Do Dog Whistles Work on Cats?

Written by darcy logan
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A dog whistle is also known as a Galton's whistle after its inventor Francis Galton. Galton studied the hearing frequencies of humans and other animals in his book "Inquiries into Human Faculty and Its Development." In this book, Galton stated that cats had more sensitive hearing than dogs and were capable of hearing higher frequencies of sound than humans and even dogs. Dog whistles are often used to replace verbal commands, such as sit or come. The whistle has an advantage over human voices because its high frequency will more likely capture the animals attention and can be heard over longer distances.

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Physics of Sound

Sound begins as a wave of pressure. When one of these waves passes through a solid object, liquid or gas, it causes it to vibrate. This vibration produces sound. Whether or not someone or something is capable of hearing the sound depends on the frequency, or how fast the waves are. Sound frequency is measured in hertz (Hz).

Cat Hearing Versus Dog Hearing

A human being can have a hearing range between 64 to 23,000 Hz, but the average hearing range is between 20 to 20,000 Hz. Dogs have a hearing range between 67 to 45,000 Hz, which means they can hear better than humans. Cats can hear even better. Their hearing range is between 45 to 64,000 Hz.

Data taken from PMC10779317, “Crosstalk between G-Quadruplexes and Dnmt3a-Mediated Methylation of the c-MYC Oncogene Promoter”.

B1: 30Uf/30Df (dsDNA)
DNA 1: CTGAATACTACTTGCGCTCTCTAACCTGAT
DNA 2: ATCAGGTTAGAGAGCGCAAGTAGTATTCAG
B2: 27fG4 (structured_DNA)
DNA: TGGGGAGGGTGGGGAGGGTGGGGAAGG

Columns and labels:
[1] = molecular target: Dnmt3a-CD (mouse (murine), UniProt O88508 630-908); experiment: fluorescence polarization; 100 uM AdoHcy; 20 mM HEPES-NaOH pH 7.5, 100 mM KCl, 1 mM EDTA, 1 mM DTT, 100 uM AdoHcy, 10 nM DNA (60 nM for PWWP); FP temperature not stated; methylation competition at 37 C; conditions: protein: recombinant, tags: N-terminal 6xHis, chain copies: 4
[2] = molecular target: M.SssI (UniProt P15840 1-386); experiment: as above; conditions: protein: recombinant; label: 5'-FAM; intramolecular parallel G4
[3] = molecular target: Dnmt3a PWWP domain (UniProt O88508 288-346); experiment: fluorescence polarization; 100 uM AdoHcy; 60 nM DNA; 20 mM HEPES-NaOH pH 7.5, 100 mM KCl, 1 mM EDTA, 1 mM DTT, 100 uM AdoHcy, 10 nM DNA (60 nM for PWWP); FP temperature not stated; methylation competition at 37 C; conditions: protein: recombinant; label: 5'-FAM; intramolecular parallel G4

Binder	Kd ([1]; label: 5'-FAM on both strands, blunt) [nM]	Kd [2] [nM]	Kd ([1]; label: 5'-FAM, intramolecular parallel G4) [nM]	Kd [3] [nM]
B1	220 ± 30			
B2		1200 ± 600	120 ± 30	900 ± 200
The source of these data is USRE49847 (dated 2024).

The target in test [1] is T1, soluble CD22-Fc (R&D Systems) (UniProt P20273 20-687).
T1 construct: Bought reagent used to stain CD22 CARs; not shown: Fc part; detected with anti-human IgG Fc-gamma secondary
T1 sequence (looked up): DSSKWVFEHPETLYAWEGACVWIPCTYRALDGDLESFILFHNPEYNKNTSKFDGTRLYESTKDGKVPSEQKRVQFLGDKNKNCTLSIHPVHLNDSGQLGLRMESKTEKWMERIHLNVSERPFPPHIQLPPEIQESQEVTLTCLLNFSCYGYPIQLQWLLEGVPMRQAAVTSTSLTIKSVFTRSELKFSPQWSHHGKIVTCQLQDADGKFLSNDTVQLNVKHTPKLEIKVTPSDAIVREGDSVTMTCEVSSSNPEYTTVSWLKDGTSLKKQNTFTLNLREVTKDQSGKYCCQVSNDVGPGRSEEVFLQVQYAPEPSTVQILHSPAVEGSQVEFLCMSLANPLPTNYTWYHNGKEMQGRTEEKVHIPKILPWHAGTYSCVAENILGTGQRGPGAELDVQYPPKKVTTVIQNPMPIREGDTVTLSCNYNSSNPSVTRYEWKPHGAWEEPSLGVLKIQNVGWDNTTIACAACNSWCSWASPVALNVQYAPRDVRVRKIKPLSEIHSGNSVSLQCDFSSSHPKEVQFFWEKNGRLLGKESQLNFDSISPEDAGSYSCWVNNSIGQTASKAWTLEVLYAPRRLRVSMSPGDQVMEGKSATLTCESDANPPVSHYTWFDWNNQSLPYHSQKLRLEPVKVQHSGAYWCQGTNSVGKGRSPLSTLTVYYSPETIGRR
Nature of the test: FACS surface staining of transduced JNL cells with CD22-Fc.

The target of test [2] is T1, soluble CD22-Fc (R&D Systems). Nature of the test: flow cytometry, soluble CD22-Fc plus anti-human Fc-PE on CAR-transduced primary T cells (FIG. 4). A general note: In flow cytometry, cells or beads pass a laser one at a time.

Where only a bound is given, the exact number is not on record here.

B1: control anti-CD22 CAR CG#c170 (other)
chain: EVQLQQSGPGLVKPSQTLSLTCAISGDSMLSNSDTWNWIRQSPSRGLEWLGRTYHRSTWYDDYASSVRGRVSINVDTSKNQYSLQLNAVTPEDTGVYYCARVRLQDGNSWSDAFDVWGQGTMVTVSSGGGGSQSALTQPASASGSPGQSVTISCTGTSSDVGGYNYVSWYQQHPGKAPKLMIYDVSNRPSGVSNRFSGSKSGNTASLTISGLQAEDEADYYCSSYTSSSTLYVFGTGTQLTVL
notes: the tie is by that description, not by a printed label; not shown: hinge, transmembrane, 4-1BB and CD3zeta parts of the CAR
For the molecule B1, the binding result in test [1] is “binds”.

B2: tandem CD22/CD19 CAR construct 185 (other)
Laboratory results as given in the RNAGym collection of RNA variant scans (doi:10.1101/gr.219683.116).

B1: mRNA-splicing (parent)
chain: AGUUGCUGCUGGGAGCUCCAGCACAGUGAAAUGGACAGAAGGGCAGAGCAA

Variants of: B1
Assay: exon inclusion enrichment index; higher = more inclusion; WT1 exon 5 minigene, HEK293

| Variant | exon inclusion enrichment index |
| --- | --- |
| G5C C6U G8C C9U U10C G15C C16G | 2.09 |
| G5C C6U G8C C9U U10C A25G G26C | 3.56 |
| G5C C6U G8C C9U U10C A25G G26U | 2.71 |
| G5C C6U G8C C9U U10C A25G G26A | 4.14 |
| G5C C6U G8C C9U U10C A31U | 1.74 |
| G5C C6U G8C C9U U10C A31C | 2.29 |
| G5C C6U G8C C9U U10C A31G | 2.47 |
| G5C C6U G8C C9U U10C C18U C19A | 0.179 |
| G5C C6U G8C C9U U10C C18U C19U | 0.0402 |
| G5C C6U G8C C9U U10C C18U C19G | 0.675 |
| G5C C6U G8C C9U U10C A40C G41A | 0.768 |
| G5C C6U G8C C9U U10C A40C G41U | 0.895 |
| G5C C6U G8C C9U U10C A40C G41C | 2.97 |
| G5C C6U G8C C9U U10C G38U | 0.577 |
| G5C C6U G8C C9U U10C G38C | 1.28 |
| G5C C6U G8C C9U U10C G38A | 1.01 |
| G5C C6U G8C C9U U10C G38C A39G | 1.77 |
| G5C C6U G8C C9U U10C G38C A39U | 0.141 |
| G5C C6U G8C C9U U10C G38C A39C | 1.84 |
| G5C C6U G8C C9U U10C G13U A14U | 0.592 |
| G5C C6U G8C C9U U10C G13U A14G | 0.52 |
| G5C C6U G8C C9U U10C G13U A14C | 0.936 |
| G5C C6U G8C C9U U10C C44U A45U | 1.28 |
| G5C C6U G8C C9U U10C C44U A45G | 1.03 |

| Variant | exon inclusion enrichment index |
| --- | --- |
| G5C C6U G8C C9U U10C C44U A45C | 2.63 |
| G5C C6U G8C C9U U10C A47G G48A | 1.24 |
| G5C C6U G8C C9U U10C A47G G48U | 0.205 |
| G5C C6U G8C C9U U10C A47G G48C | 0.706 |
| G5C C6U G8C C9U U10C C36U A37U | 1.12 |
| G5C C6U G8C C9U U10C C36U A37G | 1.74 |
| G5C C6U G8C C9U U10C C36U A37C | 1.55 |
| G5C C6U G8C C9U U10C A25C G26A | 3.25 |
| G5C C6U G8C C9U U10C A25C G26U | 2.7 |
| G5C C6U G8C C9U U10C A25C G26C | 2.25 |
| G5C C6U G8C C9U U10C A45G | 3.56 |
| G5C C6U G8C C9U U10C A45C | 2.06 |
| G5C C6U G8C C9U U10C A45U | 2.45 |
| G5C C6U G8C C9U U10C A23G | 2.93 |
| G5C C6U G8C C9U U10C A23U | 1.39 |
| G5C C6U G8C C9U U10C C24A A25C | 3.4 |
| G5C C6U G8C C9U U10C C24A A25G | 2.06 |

How Dog Whistles Work

Dog whistles are considered ultrasonic devices. Ultrasonic is simply a fancy word that means something that makes a sound above a human's hearing range. In this case, a dog whistle usually produces a sound that is somewhere between 16,000 to 22,000 Hz, which means both dogs and cats are capable of hearing a dog whistle when it is blown.

Can Cats Be Trained to Respond to a Whistle?

Anyone who has an electric can opener and a cat exposed to can of cat food knows that cats can be trained to come when they hear a sound. Training them to come to a whistle is no different than why they respond to the sound of the can opener--the cat has learnt that good things come when he hears that sound. Start in close proximity to your cat. Blow the whistle then give it a treat. Eventually, move a few feet away and make your cat come to you for the treat. Repeat these steps until your cat will come to you even if he can't see you. Eventually, you can phase out the treat and simply praise the cat when he responds.

Why Don't They Make Cat Whistles?

People do not usually train their cats but almost always train their dogs. As evidence of this, go to any bookstore and check out the pet section. Although there are several rows of dog training books, there are only one or two titles on cat training. So, whistle manufacturers are simply marketing the product toward the people who are purchasing.

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